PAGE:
If A is small compared with Qo the remaining terms in the expansion
may be neglected.
Then, for
SrQ" = 0
SrQ' = -Ao2nrQ"n - 1)
STh yrQn
A = -- =- ---
IR InrQgn - 1)
Of course, if A is relatively large compared with Qo and n is greater
than unity, the approximation is not very good, but this is less
important than it might at first seem, because in any case we must
correct for the unbalanced head produced in one circuit by corrections
in the adjacent circuits, which in general requires a recomputation of
all circuits. The convergence is, for practical purposes, sufficiently
rapid.
6. Illustrative Problems.-
Problem 1.-Single Closed Circuit
(Figure 1)
This problem shows the elementary procedure for a single circuit
in each of three cases: (a) where h varies as Q (streamline flow, or
electrical resistance, E varies as I); (b) where h varies as Q1-5 merely
as an illustration of a fractional exponent; and (c) where h varies as
Q2, a common approximate value for water circuits.
In all of these cases it is required to distribute a flow of 100
between two pipes, one of which is four times as long as the other,
but which are otherwise alike. In each case, also, to show the con-
vergence, the first assumption is the worst possible, namely that the
total flow follows the longer path.
ILLINOIS ENGINEERING EXPERIMENT STATION
Of course each of these cases is readily solved directly. Thus, in
all cases let Qi be the flow in the shorter, and Q2 that in the longer
pipe. Then
(a) Q1 4 4
( - a QQ. = - 100 = 80
Q2 1 5
Q1 (4)% 2.52
(b) - Q, = - - 100 = 71.5
Q2 (1)% 3.52
Qi (4)M 2
(c) - Q1 = -. 100 = 66.7
Q2 (1) 3
The computations have in these cases been arranged in the order
explained already, which has been found very convenient, namely,
(1) Write the divisor ZnrQ(n - 1) within the circuit.
(2) Write on one side of the circuit first the sum ZrQ" for clock-
wise flow, and below this the sum SrQ" for counterclockwise flow.
If, then, the arrow indicating the direction of flow is written on the
right of these figures and pointing to the larger flow, it will correctly
indicate the direction of counterflow needed to balance the circuit.
In complicated problems observance of some such system is necessary.
Problem 2.-Simple Network-h Varies as Q2
(Figure 2)
This shows a very simple network with one inlet and one outlet.
It is here assumed that h varies as Q2. All pipes are assumed to be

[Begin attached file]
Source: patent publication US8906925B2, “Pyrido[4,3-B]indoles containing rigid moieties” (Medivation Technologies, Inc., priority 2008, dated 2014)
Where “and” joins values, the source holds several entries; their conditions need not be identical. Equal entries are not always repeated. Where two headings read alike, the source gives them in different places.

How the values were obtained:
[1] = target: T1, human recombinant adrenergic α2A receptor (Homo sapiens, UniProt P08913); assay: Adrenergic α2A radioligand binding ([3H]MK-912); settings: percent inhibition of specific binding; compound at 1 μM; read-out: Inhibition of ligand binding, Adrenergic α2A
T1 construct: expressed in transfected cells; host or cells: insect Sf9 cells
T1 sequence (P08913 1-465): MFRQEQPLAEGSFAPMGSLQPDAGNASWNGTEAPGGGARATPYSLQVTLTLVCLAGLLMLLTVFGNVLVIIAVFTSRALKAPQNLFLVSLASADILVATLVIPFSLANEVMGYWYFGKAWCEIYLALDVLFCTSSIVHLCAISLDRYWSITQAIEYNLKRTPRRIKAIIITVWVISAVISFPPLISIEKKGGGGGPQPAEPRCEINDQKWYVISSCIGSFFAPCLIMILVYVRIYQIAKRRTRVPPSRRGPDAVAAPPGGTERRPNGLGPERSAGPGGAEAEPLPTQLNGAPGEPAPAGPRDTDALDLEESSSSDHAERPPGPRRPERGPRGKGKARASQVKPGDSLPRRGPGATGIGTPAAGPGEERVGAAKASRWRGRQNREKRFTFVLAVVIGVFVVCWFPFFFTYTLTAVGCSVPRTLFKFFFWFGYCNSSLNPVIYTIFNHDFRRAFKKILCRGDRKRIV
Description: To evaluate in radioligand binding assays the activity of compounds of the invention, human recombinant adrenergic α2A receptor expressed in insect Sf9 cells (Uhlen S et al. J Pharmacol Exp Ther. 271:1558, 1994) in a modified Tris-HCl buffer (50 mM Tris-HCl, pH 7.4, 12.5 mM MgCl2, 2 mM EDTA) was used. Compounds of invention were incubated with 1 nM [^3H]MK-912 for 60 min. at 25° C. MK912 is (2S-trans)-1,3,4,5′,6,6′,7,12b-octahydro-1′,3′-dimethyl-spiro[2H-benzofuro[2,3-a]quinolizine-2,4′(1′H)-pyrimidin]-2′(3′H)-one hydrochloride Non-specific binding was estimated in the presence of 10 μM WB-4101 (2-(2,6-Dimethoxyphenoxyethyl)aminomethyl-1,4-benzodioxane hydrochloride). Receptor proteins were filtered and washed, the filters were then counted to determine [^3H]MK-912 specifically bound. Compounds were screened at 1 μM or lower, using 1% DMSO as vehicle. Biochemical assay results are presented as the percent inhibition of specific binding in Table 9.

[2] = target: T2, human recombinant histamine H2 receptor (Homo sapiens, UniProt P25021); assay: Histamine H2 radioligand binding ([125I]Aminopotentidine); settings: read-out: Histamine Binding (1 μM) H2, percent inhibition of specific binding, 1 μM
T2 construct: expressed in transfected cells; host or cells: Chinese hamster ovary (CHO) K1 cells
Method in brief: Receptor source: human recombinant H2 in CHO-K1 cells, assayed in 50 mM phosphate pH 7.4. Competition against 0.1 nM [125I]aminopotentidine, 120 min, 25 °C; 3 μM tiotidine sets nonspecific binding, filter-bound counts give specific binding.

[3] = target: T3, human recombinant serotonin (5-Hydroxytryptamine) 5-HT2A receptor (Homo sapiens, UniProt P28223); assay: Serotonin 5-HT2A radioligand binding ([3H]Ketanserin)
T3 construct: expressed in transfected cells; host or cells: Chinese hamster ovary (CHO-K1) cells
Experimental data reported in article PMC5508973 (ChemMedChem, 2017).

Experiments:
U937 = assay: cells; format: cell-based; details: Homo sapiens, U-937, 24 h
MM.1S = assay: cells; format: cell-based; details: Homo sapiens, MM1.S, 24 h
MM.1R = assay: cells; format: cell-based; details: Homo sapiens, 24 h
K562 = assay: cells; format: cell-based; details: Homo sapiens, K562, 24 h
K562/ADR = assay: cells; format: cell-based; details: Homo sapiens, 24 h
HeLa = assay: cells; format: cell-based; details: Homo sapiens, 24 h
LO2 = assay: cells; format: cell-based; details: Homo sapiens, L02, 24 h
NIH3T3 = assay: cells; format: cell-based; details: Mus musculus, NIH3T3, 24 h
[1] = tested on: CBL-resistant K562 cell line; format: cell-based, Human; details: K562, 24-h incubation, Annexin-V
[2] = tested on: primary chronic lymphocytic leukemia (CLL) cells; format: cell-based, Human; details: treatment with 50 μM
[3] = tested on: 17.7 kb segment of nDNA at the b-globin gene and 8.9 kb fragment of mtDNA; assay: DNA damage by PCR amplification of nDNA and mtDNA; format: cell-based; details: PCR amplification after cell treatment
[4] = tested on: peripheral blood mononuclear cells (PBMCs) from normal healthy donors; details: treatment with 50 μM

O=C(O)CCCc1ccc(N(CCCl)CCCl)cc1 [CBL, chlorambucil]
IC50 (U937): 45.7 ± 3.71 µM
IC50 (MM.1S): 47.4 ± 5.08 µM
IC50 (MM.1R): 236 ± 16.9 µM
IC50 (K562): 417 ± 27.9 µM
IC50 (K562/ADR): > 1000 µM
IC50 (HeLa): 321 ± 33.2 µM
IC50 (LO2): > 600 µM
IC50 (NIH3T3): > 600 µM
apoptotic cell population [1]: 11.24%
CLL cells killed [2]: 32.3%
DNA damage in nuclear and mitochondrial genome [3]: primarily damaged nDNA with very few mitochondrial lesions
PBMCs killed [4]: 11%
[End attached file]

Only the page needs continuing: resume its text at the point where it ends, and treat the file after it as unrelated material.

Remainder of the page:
alike. The purpose of the problem is to illustrate the method of
arrangement in a case slightly more difficult than that of a single
circuit.
Here, as before, a very bad first trial value was intentionally
chosen to illustrate the procedure. Of course, the exact solution is
at once known by inspection to be as shown, and almost any reasonable
trial converges rapidly.
The arrangement of computations is that previously recom-
mended. Note the relatively small change in 2,nQ( 1).
Procedure
Some distribution of flow (without excesses or deficiencies at the
junctions) is first assumed.
(1) Compute the unbalanced heads around each circuit. (In
this case h = Q2 in each pipe.) As previously noted, these are
written to one side of the circuit, first (above) the heads for clock-
wise flow within that circuit, next (below) those for counter clock-
ANALYSIS OF FLOW IN NETWORKS
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ILLINOIS ENGINEERING EXPERIMENT STATION
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METHOD OF BALANCING HEADS
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ANALYSIS OF FLOW IN NETWORKS
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FIG. 3. DISTRIBUTION OF FLOW IN NETWORK-TWO INLETS;
METHOD OF BALANCING HEADS
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ILLINOIS ENGINEERING EXPERIMENT STATION
wise flow. The difference is the unbalanced head. The arrow, )
or ), written to the right of these figures, points to the larger head
loss, and indicates the direction of counterflow.
(2) Compute the divisors 2,nrQ(n - 1). In this case nrQ(" - 1) = 2Q